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Karachi, Pakistan – July 19, 2007, Pakistan’s turmoil spread from the Afghan frontier to the south, where a suicide bomber struck a convoy carrying Chinese workers – one of three suicide attacks that killed at least 51 people Thursday.
President Gen. Pervez Musharraf called for national unity against extremists enraged by the army’s bloody assault on Islamabad’s Red Mosque.
Suicide attacks, bombings and shootings and the siege of the mosque, which had mounted a Taliban-style anti-vice campaign challenging the government’s authority, have killed about 285 people in Pakistan so far this month, raising concern about the threat posed by Islamic extremists.
In the deadliest attack Thursday, a car bomber targeting a minibus carrying about 10 Chinese technicians pulled up to their convoy as it was passing through the main bazaar in Hub, a town in Baluchistan province near the southern city of Karachi.
It blew up next to a police vehicle escorting the foreign workers, killing 29 people – 22 Pakistani civilians and seven police officers. Thirty other people were wounded, said Hub police chief Ghulam Mohammed Thaib.
Maj. Gen. Saleem Nawaz, a commander of the paramilitary Frontier Constabulary, considered the outcome fortunate.
“It was laden with very heavy explosives, but due to our spacing and our security measures, Allah has been very kind,” Nawaz said on Dawn News television.
The police “sacrificed their lives and the Chinese friends were absolutely safe,” he said.
The blast ripped off the front of several roadside shops. Several damaged cars and buses lay rammed into one another among a tangle of bricks and clothing.
Then late Thursday, a suicide attacker detonated a bomb at a mosque in an army camp in the northwestern town of Kohat, killing at least 15 people, officials said. According to a special branch police officer, about 30 people were wounded.
The blast went off as trainee soldiers held evening prayers. District chief Sedh Ghoar said the wounded included at least two children.
Earlier, a suicide car bomber detonated his explosives when guards prevented him from entering the parade ground of the police academy in another northwestern town, Hangu, 45 miles southwest of Peshawar.
The bomber killed six bystanders and one policeman, and 24 othe people were wounded, academy chief Attaullah Wazir said. Several hundred trainees were receiving instruction on the parade ground at the time, he said.
The spate of bombings, the deepest security crisis faced by Musharraf since he seized power in 1999, has also begun to weigh on Pakistan’s capital markets, suggesting it could soon threaten the strong economic growth that is one of the general’s proudest boasts.
The Karachi Stock Exchange’s main share index fell by about 3.4 percent Thursday, extending a slide begun the previous day, with analysts saying the violence scared off investors.
“We have to take the country forward, and with extremist activities all economic achievements made over the years will go to waste,” Musharraf told a gathering of students in Islamabad.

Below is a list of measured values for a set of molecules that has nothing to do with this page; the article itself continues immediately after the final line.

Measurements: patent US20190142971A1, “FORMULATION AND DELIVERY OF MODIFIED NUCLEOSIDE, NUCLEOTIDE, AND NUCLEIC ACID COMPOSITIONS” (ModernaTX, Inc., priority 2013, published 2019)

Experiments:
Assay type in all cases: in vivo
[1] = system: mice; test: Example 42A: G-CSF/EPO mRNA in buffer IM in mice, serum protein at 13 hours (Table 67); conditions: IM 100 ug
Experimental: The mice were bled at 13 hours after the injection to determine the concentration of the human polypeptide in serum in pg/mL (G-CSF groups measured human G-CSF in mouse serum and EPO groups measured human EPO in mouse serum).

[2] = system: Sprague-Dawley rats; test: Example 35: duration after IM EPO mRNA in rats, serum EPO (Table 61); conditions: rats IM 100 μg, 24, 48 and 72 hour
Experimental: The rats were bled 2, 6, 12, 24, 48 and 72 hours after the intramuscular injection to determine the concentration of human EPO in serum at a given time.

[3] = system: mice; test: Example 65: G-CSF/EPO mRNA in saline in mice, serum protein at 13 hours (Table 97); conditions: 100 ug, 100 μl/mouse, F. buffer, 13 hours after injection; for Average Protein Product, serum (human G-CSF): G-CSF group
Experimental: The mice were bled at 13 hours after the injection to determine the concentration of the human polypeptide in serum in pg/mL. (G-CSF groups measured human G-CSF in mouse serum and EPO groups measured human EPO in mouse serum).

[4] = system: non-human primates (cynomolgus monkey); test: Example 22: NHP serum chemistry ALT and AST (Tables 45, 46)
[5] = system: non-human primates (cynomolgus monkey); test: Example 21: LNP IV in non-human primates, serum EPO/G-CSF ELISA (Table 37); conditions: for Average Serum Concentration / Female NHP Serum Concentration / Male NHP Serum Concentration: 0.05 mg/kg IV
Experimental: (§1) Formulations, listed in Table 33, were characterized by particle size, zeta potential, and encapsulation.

He urged the country to unite against “a few misguided elements bent upon killing their fellow Muslims,” according to the official news agency Associated Press of Pakistan.
Much of the violence has been in North West Frontier Province, especially North Waziristan, where pro-Taliban militants last weekend declared the end of a 10-month-old peace deal. The government has since been trying to revive it.
On Thursday, 30 elders from several tribal regions of the northwest traveled to North Waziristan in the latest government-backed effort to persuade militants to halt the violence.
“Our urgent demand is that there should be a cease-fire so that we can find a peaceful solution to this problem in a peaceful atmosphere according to tribal traditions,” said the group’s leader Malik Waris Khan Afridi.
Musharraf insists the accord – under which the military scaled back its operations in the U.S.-led war on terror in return for pledges from tribal leaders to contain militancy – offers the best long-term hope of pacifying the region.
However, U.S. officials warn the pact has given al-Qaida new opportunities to strengthen their operations in Pakistan, Afghanistan and beyond.
Meanwhile, Pakistan’s suspended chief justice pressed a court to overturn Musharraf’s decision to suspend him, or risk casting Pakistan further toward political instability.
Chief Justice Iftikhar Mohammed Chaudhry’s legal battle with Musharraf has damaged the general’s standing and galvanized opposition to military rule ahead of presidential and parliamentary elections due within six months.
A verdict on his appeal against Musharraf’s decision to suspend him and have a judicial tribunal investigate him for misconduct is expected on Friday.
Chaudhry’s chief counsel warned the court Thursday that failure to reinstate the judge “will create more instability.”

Copyright 2007 The Associated Press. All rights reserved. This material may not be published, broadcast, rewritten or redistributed.


Associated Press

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